The first day of class is a chance to set the tone for a successful learning experience. We are often concerned with our students motivation and study habits, and the first day of class is an opportunity to lay the groundwork for a successful academic term.
There are many things that can and probably should take place on the first day:
- Get to know each other. Of course you want to know your students and have them know each other. Depending on the size of your class, you might have each student introduce themselves by sharing something relevant to your content, or use small groups to discuss a problem or concept you will be exploring. You might use a questionnaire to get a better sense of their interests and prior knowledge.
- Set the tone. If you want student participation in a course, it’s easier when you get them talking from the beginning. If you are going to regularly incorporate groups, you can start with an introductory group activity. Asking students to share what they already know about your content area, and what questions they hope to answer, is an easy way to find out about their preconceptions and get them participating.
- Set expectations. The first day is also an ideal time to start talking to students about what it takes for them to be successful in your course. Don’t presume that they know how to study and learn in your course. You might spend some time asking them and explaining what good study habits look like for your course.
- Review the course structure. Many students do not read the syllabus because they think the instructor will review the important parts for them on the first day of class. Why not give a syllabus quiz instead of using class time to review the syllabus? Or, only address specific questions from students. This also sets the precedent that they are responsible for their share of the work.
- Motivate students. You are likely teaching your course because you are passionate and excited about your content area. Your students may not walk in the door with the same level of excitement. It’s a good idea to let students know what they will get out of the course, and to start right off the bat with an exciting experiment or an exciting topic.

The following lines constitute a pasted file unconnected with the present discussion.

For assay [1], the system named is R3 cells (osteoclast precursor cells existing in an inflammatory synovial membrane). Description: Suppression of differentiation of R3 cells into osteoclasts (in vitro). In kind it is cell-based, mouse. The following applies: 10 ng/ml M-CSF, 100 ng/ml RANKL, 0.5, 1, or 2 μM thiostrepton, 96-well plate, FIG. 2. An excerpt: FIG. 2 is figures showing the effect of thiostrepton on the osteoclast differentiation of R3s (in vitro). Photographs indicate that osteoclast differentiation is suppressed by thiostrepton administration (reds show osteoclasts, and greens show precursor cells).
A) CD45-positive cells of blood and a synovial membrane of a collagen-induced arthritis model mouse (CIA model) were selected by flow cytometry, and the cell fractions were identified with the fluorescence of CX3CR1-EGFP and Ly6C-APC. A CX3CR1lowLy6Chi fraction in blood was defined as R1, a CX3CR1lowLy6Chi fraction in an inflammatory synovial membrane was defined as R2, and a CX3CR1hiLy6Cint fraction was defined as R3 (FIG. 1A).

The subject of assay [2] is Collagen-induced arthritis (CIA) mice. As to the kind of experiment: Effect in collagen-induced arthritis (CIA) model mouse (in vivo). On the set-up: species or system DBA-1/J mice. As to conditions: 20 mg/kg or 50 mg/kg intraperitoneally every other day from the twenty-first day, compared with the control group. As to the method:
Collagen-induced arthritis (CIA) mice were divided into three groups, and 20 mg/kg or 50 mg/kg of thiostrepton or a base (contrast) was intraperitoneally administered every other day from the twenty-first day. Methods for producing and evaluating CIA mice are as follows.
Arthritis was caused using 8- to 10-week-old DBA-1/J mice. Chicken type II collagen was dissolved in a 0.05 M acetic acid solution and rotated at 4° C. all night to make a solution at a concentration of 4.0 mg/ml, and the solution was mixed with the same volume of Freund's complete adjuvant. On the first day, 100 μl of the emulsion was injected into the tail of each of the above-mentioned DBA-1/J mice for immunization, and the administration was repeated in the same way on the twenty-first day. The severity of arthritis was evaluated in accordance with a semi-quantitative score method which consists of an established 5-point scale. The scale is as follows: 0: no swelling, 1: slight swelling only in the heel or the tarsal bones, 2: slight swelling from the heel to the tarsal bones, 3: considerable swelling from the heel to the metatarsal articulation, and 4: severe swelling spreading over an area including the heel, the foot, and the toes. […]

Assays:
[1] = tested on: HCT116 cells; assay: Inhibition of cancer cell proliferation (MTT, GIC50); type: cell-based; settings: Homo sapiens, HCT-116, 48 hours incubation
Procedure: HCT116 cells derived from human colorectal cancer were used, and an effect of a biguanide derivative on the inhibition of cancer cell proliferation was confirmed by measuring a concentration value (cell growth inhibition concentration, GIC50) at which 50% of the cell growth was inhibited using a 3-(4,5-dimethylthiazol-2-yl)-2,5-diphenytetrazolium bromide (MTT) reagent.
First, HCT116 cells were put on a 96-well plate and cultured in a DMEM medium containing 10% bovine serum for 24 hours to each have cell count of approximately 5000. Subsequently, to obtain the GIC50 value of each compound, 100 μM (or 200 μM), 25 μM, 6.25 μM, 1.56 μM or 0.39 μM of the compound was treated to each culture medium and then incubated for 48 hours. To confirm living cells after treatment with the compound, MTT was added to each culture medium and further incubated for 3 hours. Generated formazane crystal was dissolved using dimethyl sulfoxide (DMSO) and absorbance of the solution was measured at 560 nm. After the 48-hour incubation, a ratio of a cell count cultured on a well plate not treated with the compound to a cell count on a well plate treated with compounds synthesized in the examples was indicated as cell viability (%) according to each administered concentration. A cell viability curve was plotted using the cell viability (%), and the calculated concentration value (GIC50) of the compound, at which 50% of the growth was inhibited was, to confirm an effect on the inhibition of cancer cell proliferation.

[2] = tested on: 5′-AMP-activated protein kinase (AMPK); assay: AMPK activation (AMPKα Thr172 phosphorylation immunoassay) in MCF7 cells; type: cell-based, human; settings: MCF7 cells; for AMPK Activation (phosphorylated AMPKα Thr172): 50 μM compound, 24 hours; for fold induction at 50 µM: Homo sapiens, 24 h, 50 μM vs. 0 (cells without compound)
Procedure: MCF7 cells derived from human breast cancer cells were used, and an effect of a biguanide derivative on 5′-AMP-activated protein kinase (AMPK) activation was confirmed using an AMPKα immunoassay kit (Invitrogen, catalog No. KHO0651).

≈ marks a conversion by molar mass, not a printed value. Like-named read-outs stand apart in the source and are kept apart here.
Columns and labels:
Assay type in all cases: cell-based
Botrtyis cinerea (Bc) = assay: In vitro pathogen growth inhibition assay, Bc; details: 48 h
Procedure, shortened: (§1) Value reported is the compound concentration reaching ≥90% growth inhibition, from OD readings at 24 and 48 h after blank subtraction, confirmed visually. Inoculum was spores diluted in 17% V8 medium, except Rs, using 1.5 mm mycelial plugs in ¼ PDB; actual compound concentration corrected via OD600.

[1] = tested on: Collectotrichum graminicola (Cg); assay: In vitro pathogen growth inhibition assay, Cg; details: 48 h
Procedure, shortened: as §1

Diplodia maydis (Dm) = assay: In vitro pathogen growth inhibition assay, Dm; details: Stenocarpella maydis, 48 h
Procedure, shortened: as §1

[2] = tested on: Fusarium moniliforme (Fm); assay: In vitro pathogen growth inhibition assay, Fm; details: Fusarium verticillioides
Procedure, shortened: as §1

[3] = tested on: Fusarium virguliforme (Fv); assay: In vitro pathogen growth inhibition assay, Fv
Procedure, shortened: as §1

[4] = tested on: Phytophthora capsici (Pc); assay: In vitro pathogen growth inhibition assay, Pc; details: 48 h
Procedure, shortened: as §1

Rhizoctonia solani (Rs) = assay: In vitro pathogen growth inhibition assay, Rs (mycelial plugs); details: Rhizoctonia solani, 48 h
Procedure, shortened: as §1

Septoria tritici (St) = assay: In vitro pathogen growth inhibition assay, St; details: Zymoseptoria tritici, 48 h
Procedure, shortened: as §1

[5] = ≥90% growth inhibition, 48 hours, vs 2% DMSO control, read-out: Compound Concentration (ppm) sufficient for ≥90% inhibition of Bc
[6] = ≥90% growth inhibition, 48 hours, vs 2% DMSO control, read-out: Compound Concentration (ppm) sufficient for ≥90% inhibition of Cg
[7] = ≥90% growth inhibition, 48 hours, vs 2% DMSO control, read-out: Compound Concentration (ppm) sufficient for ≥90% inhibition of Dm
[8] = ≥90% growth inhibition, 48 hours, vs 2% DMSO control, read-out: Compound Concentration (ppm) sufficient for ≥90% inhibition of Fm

- Start learning. In a 10-week quarter system especially, you don’t want to waste the first day of class. Students are always hesitant to get started but you don’t want them leaving your class without having felt that they learned something.
Easing Students into Your Class
It is often difficult to remember what it was like to be a newcomer to your discipline. Yet students walk in the door to our classrooms each quarter as newcomers, with very little prior knowledge about our subject matter. Research about information processing and learning indicates that new information is retained better if it is tied to existing knowledge. When we learn new information, we fit it into a structure of knowledge that already exists in our heads. If there is little or no structure, it is difficult to correctly retain that information.
Consider beginning your class in a way that allows students to begin to develop a structure, however simple, upon which to ‘fit’ the information they will learn during the quarter. You might ask questions about what students already know, discuss a common misconception, demonstrate an everyday example, or refresh their memory about concepts and knowledge from prior coursework. Whatever you do, help ease students into your course the first few weeks by providing a conceptual structure they can build upon.